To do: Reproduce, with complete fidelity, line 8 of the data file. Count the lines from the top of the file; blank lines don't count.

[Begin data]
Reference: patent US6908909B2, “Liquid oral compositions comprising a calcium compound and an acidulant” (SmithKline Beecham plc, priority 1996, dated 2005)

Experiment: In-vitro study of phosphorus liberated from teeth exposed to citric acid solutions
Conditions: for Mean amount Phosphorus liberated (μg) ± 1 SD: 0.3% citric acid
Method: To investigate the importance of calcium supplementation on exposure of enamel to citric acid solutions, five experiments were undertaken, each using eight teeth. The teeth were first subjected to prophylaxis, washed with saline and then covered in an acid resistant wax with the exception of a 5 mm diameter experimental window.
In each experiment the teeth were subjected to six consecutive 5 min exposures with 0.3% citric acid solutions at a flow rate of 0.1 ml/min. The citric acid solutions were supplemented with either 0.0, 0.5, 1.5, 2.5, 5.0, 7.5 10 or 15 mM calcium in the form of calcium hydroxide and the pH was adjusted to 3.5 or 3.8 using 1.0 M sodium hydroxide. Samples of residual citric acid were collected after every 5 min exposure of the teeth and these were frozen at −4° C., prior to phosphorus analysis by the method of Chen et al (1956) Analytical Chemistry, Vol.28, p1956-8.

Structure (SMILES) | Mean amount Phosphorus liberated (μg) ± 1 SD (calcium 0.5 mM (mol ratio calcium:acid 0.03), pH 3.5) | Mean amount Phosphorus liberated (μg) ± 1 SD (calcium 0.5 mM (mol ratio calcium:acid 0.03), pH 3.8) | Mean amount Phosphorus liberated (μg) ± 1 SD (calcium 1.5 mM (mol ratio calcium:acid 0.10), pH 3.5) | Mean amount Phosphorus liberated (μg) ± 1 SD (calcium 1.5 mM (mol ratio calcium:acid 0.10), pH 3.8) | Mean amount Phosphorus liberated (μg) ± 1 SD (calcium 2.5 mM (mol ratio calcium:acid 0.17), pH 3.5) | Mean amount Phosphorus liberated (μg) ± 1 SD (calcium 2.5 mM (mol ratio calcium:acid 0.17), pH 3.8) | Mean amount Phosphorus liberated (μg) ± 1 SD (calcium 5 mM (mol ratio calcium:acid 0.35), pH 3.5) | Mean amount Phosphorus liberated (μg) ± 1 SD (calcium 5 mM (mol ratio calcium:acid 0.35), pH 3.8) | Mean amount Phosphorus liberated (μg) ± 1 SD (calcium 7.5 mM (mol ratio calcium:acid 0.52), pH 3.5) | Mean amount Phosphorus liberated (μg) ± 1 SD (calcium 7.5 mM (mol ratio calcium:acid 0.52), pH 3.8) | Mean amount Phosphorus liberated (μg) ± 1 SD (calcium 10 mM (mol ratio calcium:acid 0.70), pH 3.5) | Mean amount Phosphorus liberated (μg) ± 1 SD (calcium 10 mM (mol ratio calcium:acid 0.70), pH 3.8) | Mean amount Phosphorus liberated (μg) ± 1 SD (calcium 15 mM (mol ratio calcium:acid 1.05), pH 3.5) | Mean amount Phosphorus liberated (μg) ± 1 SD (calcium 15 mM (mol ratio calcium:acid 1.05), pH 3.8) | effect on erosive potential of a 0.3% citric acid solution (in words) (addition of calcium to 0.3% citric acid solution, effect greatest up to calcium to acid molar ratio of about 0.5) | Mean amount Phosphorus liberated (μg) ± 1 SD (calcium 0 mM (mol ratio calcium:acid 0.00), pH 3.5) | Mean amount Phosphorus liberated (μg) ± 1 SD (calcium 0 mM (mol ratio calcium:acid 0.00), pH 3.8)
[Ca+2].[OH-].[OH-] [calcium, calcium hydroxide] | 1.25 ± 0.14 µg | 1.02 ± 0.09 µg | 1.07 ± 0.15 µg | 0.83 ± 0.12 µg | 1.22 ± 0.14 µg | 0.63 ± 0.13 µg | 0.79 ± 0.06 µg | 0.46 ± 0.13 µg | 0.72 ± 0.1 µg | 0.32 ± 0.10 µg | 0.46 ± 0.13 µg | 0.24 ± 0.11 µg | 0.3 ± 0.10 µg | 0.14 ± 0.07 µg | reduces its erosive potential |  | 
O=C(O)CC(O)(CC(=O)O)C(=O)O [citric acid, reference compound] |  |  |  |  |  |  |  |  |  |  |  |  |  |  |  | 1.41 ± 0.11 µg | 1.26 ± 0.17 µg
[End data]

O=C(O)CC(O)(CC(=O)O)C(=O)O [citric acid, reference compound] |  |  |  |  |  |  |  |  |  |  |  |  |  |  |  | 1.41 ± 0.11 µg | 1.26 ± 0.17 µg